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On Netflix: SPECTRAL (2016)

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SPECTRAL
(US - 2016)

Directed by Nic Mathieu. Written by George Nolfi. Cast: James Badge Dale, Emily Mortimer, Bruce Greenwood, Max Martini, Cory Hardrict, Clayne Crawford, Gonzalo Menendez, Ursula Parker, Stephen Root, Aaron Serban, Dylan Smith, Louis Ozawa Changchien, Ryan Robbins, Jimmy Akingbola. (Unrated, 108 mins)

After over a year on the shelf, SPECTRAL, a $70 million Legendary Pictures-produced sci-fi horror actioner, was set to open in theaters nationwide in August 2016. That never happened, as it was abruptly yanked from the release schedule a few weeks earlier after Legendary's WARCRAFT bombed and distributor Universal grew skittish about having another expensive summer flop on its hands, even though WARCRAFT was a hit everywhere in the world but America. They shopped SPECTRAL around to other studios and found a taker in Netflix, who are now streaming it as a "Netflix Original." It's not a great movie by any means, and it likely would've ended up tanking in theaters just as Universal feared, especially being a summer movie lacking any big name draws in front of or behind the camera. In that respect, Netflix seems like perfect platform for SPECTRAL, where it's free from box office expectations and can earn the minor cult following it's inevitably going to get. Military-contracted science researcher Dr. Mark Clyne (James Badge Dale, a solid supporting actor, but c'mon, who puts a $70 million summer sci-fi action movie on the shoulders of James Badge Dale?) is summoned to Moldova to help a tactical unit that's been using high-tech "spectral" combat helmet cam goggles that he designed. He's informed by Gen. Orland (Bruce Greenwood) and CIA operative Fran Madison (Emily Mortimer) that the cameras have been picking up images of apparitions--termed "hyperspectral anomalies"--who have attacked and killed several members of the Delta Force team, led by Sgt. Sessions (Max Martini, Dale's 13 HOURS co-star). Orland and Madison believe it's a cloaking device being used by enemy insurgents, which Clyne dismisses since the US hasn't even come close to achieving that capability. Orland orders Clyne and Madison to accompany Sessions and what's left of the Delta team to find another unit that went missing the day before, obviously taken out by the "anomalies," ghostly specters that can only be seen through the combat goggles or the light from a hyperspectral camera that Clyne creates on the fly when most of the goggles are destroyed in a paranormal skirmish.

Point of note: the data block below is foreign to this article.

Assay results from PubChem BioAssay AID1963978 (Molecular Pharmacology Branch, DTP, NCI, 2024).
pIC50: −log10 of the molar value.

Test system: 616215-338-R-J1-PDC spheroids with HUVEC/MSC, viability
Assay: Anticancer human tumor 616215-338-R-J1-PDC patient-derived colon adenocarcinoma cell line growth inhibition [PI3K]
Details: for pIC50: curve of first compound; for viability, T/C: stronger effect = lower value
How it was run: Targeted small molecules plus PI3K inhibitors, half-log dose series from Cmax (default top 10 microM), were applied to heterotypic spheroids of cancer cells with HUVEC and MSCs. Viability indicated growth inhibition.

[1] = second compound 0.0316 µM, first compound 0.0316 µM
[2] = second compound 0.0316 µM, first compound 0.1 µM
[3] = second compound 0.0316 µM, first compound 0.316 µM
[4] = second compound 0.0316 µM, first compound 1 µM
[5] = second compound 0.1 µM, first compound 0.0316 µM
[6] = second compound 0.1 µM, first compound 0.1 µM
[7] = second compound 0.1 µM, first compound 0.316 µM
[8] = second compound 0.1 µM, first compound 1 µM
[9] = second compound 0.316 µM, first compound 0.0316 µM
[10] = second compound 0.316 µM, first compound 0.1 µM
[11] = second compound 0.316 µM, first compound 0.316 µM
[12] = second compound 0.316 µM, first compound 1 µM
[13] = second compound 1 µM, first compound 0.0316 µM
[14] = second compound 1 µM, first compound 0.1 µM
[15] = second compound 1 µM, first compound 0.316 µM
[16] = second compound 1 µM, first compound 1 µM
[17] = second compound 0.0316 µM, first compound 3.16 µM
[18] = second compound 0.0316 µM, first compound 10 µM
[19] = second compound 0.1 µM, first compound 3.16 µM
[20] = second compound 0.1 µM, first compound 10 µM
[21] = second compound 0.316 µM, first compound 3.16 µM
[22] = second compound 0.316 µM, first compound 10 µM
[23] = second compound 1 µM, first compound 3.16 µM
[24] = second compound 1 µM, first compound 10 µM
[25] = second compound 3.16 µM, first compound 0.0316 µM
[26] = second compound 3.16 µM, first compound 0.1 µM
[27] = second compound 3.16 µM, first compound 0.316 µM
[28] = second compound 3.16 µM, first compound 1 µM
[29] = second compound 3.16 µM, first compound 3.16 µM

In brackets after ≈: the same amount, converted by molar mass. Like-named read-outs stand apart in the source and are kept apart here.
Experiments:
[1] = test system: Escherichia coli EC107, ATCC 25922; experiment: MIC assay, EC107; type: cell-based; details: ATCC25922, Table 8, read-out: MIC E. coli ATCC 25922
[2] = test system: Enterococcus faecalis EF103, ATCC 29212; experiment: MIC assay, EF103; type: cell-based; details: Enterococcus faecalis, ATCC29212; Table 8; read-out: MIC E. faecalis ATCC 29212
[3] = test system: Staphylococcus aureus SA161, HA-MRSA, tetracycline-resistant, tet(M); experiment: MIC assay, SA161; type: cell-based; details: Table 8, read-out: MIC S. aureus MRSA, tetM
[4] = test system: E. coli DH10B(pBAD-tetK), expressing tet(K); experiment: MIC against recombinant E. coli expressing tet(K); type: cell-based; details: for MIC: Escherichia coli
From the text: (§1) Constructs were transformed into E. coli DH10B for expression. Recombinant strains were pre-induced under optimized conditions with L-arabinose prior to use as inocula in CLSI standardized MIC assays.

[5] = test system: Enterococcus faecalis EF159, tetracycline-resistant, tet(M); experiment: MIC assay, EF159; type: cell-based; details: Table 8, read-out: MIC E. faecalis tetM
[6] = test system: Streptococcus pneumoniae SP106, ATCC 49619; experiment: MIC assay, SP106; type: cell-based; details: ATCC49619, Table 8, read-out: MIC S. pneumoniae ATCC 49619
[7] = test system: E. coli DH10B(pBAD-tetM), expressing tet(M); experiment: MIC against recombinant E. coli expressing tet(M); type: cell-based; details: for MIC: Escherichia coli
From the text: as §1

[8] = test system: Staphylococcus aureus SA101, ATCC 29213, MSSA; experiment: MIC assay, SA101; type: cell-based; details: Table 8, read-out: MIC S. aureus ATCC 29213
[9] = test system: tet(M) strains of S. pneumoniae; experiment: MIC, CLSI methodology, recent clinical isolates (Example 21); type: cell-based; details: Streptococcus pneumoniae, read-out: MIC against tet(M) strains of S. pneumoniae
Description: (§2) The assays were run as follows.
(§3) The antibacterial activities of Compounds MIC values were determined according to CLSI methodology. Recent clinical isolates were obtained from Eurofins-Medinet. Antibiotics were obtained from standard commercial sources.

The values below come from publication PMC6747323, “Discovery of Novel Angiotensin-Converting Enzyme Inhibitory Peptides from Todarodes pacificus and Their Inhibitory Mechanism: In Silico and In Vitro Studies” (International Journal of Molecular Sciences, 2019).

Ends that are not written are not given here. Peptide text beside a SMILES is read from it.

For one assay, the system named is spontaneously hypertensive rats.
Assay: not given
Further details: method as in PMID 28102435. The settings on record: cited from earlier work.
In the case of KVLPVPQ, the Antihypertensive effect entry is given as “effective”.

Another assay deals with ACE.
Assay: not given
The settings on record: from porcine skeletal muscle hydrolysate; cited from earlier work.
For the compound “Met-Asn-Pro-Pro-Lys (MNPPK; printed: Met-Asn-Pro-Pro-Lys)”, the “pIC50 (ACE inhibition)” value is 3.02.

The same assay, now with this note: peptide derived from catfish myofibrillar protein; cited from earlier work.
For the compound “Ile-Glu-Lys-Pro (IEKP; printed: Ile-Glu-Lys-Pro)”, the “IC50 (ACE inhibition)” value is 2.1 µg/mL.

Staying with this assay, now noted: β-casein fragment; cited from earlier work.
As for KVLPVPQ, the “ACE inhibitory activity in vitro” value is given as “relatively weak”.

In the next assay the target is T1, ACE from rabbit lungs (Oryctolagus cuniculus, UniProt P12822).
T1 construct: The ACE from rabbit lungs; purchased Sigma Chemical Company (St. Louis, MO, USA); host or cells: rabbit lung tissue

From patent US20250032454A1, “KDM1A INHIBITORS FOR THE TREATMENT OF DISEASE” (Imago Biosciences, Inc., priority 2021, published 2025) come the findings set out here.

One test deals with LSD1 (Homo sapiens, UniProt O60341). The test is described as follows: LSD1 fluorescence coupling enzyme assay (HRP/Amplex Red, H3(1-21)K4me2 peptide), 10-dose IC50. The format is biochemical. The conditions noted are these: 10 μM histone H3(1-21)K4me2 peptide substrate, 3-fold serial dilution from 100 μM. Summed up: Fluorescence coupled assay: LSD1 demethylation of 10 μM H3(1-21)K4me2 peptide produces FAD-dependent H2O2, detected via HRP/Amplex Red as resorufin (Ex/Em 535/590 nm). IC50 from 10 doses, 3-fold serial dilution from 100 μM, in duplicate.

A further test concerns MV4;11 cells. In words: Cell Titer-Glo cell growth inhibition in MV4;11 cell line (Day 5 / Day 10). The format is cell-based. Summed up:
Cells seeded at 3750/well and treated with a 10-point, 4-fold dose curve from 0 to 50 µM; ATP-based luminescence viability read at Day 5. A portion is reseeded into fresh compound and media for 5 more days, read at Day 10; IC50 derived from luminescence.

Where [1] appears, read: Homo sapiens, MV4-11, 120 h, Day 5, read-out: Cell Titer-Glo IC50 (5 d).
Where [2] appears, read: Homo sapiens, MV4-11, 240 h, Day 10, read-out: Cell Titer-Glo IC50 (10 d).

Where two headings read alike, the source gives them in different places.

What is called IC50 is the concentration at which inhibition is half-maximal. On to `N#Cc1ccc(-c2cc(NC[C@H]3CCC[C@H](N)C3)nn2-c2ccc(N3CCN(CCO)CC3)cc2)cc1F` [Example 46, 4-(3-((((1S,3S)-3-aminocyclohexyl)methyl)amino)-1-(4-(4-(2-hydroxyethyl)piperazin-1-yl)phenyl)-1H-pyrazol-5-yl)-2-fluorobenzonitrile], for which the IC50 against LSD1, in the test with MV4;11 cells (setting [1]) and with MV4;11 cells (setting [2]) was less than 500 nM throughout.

Written by George Nolfi (a good buddy of Matt Damon's who co-scripted OCEAN'S TWELVE and THE BOURNE ULTIMATUM, and wrote and directed THE ASSASSINATION BUREAU) and directed by feature-debuting TV commercial vet Nic Mathieu, SPECTRAL dives pretty deep into hard sci-fi with Clyne's theories on the origin of the anomalies. They're impervious to weapons and can travel through any surface except iron and ceramic, which leads Clyne to believe they're man-made via bosons hovering near absolute zero with a cooled gas of extremely low density and known as the Bose-Einstein Condensate, which is not something Joe Multiplex normally expects to be name-dropped in a big-budget summer action movie. SPECTRAL has some great ideas, but while Nolfi's script talks a big game, it doesn't really have the brains to back it up. The scene where Clyne explains everything to Madison and the soldiers turns into a momentum-killing monologue because Dale has a difficult time selling it when he just keeps anxiously repeating "ceramic" and "condensate." He doesn't sound like he knows what he's talking about, probably because Nolfi doesn't either and should probably be sharing the screenplay credit with Wikipedia. Nevertheless, SPECTRAL is very well-made, and with location shooting in Hungary, Slovakia, and Israel, it definitely looks like a "bigger" movie than one usually associates with "Netflix Original." It also boasts some impressive visual effects and refreshingly coherent combat sequences, and with its stark, ominous Eastern European setting (most of this was shot in Bucharest) and some lighting and cinematography techniques, it would appear that SPECTRAL owes a stylistic debt to Michael Mann's 1983 cult classic THE KEEP. The biggest structural influence is obviously James Cameron's 1986 masterpiece ALIENS, right down to the discovery of a little Moldovan orphan girl (Ursula Parker, one of the daughters on LOUIE) who isn't named "Newt," but might as well be (all that's missing is a scheming Paul Reiser to sabotage the mission). Feeling like BLACK HAWK DOWN retooled as a John Ringo or David Weber military sci-fi novel published by Baen Books, SPECTRAL isn't nearly as smart as it thinks it is, but its ambition is appreciated. It delivers if you're looking for action, special effects, and atmosphere, so this really is custom-made for Netflix streaming.





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